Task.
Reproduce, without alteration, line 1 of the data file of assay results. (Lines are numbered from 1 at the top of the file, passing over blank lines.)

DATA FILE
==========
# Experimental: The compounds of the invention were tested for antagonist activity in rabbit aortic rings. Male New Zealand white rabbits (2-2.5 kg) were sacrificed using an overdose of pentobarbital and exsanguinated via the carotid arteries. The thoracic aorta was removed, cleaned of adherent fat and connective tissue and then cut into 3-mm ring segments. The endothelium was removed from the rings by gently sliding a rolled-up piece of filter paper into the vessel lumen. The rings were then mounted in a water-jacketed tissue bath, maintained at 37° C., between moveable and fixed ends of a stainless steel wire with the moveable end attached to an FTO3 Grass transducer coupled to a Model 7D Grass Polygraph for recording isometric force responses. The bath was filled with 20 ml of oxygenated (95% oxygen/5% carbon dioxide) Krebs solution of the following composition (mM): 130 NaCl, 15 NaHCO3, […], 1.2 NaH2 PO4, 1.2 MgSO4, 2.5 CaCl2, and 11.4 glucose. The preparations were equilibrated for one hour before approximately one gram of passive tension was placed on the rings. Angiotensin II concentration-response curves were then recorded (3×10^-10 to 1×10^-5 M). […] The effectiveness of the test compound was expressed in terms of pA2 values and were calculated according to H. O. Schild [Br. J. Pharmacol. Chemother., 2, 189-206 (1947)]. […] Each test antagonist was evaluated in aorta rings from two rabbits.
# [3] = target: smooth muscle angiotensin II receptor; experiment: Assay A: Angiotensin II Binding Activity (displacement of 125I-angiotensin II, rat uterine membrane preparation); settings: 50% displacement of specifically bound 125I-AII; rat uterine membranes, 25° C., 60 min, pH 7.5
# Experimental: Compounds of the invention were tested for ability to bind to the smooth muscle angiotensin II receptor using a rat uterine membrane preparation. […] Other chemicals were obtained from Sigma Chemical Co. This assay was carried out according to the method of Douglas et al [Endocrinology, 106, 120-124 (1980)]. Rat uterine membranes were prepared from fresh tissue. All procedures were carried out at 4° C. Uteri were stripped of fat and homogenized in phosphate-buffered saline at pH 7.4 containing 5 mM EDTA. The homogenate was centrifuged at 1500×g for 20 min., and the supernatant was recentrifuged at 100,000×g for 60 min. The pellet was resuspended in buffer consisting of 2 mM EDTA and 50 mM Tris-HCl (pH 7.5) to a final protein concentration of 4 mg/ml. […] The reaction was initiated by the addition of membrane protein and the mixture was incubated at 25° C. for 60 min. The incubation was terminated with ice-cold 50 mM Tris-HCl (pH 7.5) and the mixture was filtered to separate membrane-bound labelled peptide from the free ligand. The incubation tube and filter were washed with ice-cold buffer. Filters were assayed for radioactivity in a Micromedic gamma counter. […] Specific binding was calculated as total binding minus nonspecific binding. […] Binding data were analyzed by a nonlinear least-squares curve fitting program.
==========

# Experimental: The compounds of the invention were tested for antagonist activity in rabbit aortic rings. Male New Zealand white rabbits (2-2.5 kg) were sacrificed using an overdose of pentobarbital and exsanguinated via the carotid arteries. The thoracic aorta was removed, cleaned of adherent fat and connective tissue and then cut into 3-mm ring segments. The endothelium was removed from the rings by gently sliding a rolled-up piece of filter paper into the vessel lumen. The rings were then mounted in a water-jacketed tissue bath, maintained at 37° C., between moveable and fixed ends of a stainless steel wire with the moveable end attached to an FTO3 Grass transducer coupled to a Model 7D Grass Polygraph for recording isometric force responses. The bath was filled with 20 ml of oxygenated (95% oxygen/5% carbon dioxide) Krebs solution of the following composition (mM): 130 NaCl, 15 NaHCO3, […], 1.2 NaH2 PO4, 1.2 MgSO4, 2.5 CaCl2, and 11.4 glucose. The preparations were equilibrated for one hour before approximately one gram of passive tension was placed on the rings. Angiotensin II concentration-response curves were then recorded (3×10^-10 to 1×10^-5 M). […] The effectiveness of the test compound was expressed in terms of pA2 values and were calculated according to H. O. Schild [Br. J. Pharmacol. Chemother., 2, 189-206 (1947)]. […] Each test antagonist was evaluated in aorta rings from two rabbits.